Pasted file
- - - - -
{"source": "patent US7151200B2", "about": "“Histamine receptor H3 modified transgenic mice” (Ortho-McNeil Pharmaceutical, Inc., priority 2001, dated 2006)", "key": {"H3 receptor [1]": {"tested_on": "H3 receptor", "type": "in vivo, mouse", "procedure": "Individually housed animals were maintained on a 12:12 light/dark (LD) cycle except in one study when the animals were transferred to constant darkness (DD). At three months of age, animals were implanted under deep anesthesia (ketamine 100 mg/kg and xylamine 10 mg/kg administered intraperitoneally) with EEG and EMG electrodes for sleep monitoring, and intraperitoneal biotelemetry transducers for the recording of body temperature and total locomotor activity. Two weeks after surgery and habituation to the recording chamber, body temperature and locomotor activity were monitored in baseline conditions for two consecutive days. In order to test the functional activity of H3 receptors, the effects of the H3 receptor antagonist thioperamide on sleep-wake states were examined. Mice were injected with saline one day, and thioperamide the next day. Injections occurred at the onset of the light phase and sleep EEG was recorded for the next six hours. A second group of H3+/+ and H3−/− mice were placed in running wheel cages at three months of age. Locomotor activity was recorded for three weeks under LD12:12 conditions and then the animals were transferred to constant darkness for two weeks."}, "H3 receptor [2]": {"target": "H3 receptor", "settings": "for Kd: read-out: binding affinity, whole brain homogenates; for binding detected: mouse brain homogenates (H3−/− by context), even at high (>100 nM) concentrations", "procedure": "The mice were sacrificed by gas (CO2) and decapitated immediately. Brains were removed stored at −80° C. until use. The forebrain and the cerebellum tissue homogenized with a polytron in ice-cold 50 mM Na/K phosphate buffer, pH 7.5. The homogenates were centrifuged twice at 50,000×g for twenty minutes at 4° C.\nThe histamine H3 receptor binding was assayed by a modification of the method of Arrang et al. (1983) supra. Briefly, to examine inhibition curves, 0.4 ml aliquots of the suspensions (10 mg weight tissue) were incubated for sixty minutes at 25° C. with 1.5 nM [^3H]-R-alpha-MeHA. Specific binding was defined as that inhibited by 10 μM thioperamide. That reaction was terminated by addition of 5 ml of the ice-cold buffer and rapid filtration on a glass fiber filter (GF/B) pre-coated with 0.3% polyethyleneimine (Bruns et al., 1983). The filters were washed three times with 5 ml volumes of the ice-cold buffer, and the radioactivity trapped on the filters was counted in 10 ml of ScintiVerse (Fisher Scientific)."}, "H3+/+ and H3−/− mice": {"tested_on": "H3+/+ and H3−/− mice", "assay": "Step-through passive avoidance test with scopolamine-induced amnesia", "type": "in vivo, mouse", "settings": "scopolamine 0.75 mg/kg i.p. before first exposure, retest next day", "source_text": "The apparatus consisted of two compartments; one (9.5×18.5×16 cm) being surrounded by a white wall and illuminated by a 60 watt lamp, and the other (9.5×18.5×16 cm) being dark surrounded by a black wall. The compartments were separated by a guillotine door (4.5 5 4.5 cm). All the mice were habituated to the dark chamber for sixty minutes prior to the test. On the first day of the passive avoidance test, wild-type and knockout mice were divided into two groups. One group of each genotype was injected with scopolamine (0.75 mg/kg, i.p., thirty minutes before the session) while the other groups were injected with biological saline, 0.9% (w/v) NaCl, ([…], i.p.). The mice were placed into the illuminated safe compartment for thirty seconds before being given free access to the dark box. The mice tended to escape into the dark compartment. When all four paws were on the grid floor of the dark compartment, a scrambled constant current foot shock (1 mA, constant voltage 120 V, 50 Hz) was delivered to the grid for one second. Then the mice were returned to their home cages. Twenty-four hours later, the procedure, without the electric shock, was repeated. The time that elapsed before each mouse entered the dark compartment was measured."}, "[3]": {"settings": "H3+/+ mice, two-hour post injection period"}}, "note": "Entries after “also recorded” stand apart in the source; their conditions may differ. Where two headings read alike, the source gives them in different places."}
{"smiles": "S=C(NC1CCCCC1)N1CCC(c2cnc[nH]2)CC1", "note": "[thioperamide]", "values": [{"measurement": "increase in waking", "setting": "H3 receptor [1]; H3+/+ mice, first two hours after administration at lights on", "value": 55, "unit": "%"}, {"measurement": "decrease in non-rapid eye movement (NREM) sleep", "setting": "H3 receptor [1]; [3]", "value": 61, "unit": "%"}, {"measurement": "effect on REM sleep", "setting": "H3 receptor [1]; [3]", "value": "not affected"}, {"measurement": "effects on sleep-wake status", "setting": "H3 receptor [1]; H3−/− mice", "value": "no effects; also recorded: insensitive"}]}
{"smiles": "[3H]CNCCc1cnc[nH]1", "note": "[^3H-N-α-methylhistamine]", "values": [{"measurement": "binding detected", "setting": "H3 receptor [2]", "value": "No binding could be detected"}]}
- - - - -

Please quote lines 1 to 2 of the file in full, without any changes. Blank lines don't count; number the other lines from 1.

{"source": "patent US7151200B2", "about": "“Histamine receptor H3 modified transgenic mice” (Ortho-McNeil Pharmaceutical, Inc., priority 2001, dated 2006)", "key": {"H3 receptor [1]": {"tested_on": "H3 receptor", "type": "in vivo, mouse", "procedure": "Individually housed animals were maintained on a 12:12 light/dark (LD) cycle except in one study when the animals were transferred to constant darkness (DD). At three months of age, animals were implanted under deep anesthesia (ketamine 100 mg/kg and xylamine 10 mg/kg administered intraperitoneally) with EEG and EMG electrodes for sleep monitoring, and intraperitoneal biotelemetry transducers for the recording of body temperature and total locomotor activity. Two weeks after surgery and habituation to the recording chamber, body temperature and locomotor activity were monitored in baseline conditions for two consecutive days. In order to test the functional activity of H3 receptors, the effects of the H3 receptor antagonist thioperamide on sleep-wake states were examined. Mice were injected with saline one day, and thioperamide the next day. Injections occurred at the onset of the light phase and sleep EEG was recorded for the next six hours. A second group of H3+/+ and H3−/− mice were placed in running wheel cages at three months of age. Locomotor activity was recorded for three weeks under LD12:12 conditions and then the animals were transferred to constant darkness for two weeks."}, "H3 receptor [2]": {"target": "H3 receptor", "settings": "for Kd: read-out: binding affinity, whole brain homogenates; for binding detected: mouse brain homogenates (H3−/− by context), even at high (>100 nM) concentrations", "procedure": "The mice were sacrificed by gas (CO2) and decapitated immediately. Brains were removed stored at −80° C. until use. The forebrain and the cerebellum tissue homogenized with a polytron in ice-cold 50 mM Na/K phosphate buffer, pH 7.5. The homogenates were centrifuged twice at 50,000×g for twenty minutes at 4° C.\nThe histamine H3 receptor binding was assayed by a modification of the method of Arrang et al. (1983) supra. Briefly, to examine inhibition curves, 0.4 ml aliquots of the suspensions (10 mg weight tissue) were incubated for sixty minutes at 25° C. with 1.5 nM [^3H]-R-alpha-MeHA. Specific binding was defined as that inhibited by 10 μM thioperamide. That reaction was terminated by addition of 5 ml of the ice-cold buffer and rapid filtration on a glass fiber filter (GF/B) pre-coated with 0.3% polyethyleneimine (Bruns et al., 1983). The filters were washed three times with 5 ml volumes of the ice-cold buffer, and the radioactivity trapped on the filters was counted in 10 ml of ScintiVerse (Fisher Scientific)."}, "H3+/+ and H3−/− mice": {"tested_on": "H3+/+ and H3−/− mice", "assay": "Step-through passive avoidance test with scopolamine-induced amnesia", "type": "in vivo, mouse", "settings": "scopolamine 0.75 mg/kg i.p. before first exposure, retest next day", "source_text": "The apparatus consisted of two compartments; one (9.5×18.5×16 cm) being surrounded by a white wall and illuminated by a 60 watt lamp, and the other (9.5×18.5×16 cm) being dark surrounded by a black wall. The compartments were separated by a guillotine door (4.5 5 4.5 cm). All the mice were habituated to the dark chamber for sixty minutes prior to the test. On the first day of the passive avoidance test, wild-type and knockout mice were divided into two groups. One group of each genotype was injected with scopolamine (0.75 mg/kg, i.p., thirty minutes before the session) while the other groups were injected with biological saline, 0.9% (w/v) NaCl, ([…], i.p.). The mice were placed into the illuminated safe compartment for thirty seconds before being given free access to the dark box. The mice tended to escape into the dark compartment. When all four paws were on the grid floor of the dark compartment, a scrambled constant current foot shock (1 mA, constant voltage 120 V, 50 Hz) was delivered to the grid for one second. Then the mice were returned to their home cages. Twenty-four hours later, the procedure, without the electric shock, was repeated. The time that elapsed before each mouse entered the dark compartment was measured."}, "[3]": {"settings": "H3+/+ mice, two-hour post injection period"}}, "note": "Entries after “also recorded” stand apart in the source; their conditions may differ. Where two headings read alike, the source gives them in different places."}
{"smiles": "S=C(NC1CCCCC1)N1CCC(c2cnc[nH]2)CC1", "note": "[thioperamide]", "values": [{"measurement": "increase in waking", "setting": "H3 receptor [1]; H3+/+ mice, first two hours after administration at lights on", "value": 55, "unit": "%"}, {"measurement": "decrease in non-rapid eye movement (NREM) sleep", "setting": "H3 receptor [1]; [3]", "value": 61, "unit": "%"}, {"measurement": "effect on REM sleep", "setting": "H3 receptor [1]; [3]", "value": "not affected"}, {"measurement": "effects on sleep-wake status", "setting": "H3 receptor [1]; H3−/− mice", "value": "no effects; also recorded: insensitive"}]}